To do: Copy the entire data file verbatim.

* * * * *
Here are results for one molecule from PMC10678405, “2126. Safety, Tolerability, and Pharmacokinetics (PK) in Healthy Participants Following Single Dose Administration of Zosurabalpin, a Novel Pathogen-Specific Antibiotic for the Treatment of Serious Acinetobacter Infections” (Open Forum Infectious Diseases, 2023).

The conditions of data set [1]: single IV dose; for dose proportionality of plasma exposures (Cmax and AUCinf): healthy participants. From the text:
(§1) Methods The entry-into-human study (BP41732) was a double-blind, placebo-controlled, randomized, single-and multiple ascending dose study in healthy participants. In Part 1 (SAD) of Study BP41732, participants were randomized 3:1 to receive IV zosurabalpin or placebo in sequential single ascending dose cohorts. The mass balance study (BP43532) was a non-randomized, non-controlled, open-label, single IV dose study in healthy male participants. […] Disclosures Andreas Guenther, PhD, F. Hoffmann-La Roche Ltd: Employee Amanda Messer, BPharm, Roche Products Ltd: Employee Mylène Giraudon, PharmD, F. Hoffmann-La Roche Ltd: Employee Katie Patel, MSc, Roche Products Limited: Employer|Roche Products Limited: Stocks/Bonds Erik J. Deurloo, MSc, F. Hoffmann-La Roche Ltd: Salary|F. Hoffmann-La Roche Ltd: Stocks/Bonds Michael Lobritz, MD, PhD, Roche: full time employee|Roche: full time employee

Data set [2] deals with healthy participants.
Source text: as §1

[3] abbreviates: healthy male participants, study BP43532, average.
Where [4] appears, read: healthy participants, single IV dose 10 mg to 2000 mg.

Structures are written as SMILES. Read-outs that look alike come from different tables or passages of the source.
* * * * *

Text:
Here are results for one molecule from PMC10678405, “2126. Safety, Tolerability, and Pharmacokinetics (PK) in Healthy Participants Following Single Dose Administration of Zosurabalpin, a Novel Pathogen-Specific Antibiotic for the Treatment of Serious Acinetobacter Infections” (Open Forum Infectious Diseases, 2023).

The conditions of data set [1]: single IV dose; for dose proportionality of plasma exposures (Cmax and AUCinf): healthy participants. From the text:
(§1) Methods The entry-into-human study (BP41732) was a double-blind, placebo-controlled, randomized, single-and multiple ascending dose study in healthy participants. In Part 1 (SAD) of Study BP41732, participants were randomized 3:1 to receive IV zosurabalpin or placebo in sequential single ascending dose cohorts. The mass balance study (BP43532) was a non-randomized, non-controlled, open-label, single IV dose study in healthy male participants. […] Disclosures Andreas Guenther, PhD, F. Hoffmann-La Roche Ltd: Employee Amanda Messer, BPharm, Roche Products Ltd: Employee Mylène Giraudon, PharmD, F. Hoffmann-La Roche Ltd: Employee Katie Patel, MSc, Roche Products Limited: Employer|Roche Products Limited: Stocks/Bonds Erik J. Deurloo, MSc, F. Hoffmann-La Roche Ltd: Salary|F. Hoffmann-La Roche Ltd: Stocks/Bonds Michael Lobritz, MD, PhD, Roche: full time employee|Roche: full time employee

Data set [2] deals with healthy participants.
Source text: as §1

[3] abbreviates: healthy male participants, study BP43532, average.
Where [4] appears, read: healthy participants, single IV dose 10 mg to 2000 mg.

Structures are written as SMILES. Read-outs that look alike come from different tables or passages of the source.